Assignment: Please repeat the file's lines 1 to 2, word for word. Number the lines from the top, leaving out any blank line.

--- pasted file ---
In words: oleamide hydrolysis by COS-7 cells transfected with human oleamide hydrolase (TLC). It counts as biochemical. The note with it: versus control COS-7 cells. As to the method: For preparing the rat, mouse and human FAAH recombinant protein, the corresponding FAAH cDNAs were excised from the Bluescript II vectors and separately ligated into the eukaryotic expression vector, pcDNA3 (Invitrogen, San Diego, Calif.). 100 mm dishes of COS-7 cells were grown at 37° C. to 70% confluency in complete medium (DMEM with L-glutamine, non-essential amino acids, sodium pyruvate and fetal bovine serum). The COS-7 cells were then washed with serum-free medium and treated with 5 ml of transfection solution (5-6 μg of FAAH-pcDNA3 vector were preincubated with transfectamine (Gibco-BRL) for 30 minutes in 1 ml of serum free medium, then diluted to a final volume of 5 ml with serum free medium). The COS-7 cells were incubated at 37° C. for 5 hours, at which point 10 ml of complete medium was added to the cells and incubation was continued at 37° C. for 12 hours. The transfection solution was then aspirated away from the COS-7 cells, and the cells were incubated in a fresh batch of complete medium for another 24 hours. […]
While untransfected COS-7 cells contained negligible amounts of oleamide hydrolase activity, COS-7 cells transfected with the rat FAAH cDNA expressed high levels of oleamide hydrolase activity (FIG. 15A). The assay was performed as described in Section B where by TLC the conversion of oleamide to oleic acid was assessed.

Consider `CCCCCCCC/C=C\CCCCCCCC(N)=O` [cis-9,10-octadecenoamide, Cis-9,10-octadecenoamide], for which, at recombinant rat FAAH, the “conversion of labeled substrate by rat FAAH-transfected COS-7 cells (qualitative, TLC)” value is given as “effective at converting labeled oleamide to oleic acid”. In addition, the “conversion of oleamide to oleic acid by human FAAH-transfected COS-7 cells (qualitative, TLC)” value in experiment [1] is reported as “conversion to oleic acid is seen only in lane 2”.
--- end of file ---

In words: oleamide hydrolysis by COS-7 cells transfected with human oleamide hydrolase (TLC). It counts as biochemical. The note with it: versus control COS-7 cells. As to the method: For preparing the rat, mouse and human FAAH recombinant protein, the corresponding FAAH cDNAs were excised from the Bluescript II vectors and separately ligated into the eukaryotic expression vector, pcDNA3 (Invitrogen, San Diego, Calif.). 100 mm dishes of COS-7 cells were grown at 37° C. to 70% confluency in complete medium (DMEM with L-glutamine, non-essential amino acids, sodium pyruvate and fetal bovine serum). The COS-7 cells were then washed with serum-free medium and treated with 5 ml of transfection solution (5-6 μg of FAAH-pcDNA3 vector were preincubated with transfectamine (Gibco-BRL) for 30 minutes in 1 ml of serum free medium, then diluted to a final volume of 5 ml with serum free medium). The COS-7 cells were incubated at 37° C. for 5 hours, at which point 10 ml of complete medium was added to the cells and incubation was continued at 37° C. for 12 hours. The transfection solution was then aspirated away from the COS-7 cells, and the cells were incubated in a fresh batch of complete medium for another 24 hours. […]
While untransfected COS-7 cells contained negligible amounts of oleamide hydrolase activity, COS-7 cells transfected with the rat FAAH cDNA expressed high levels of oleamide hydrolase activity (FIG. 15A). The assay was performed as described in Section B where by TLC the conversion of oleamide to oleic acid was assessed.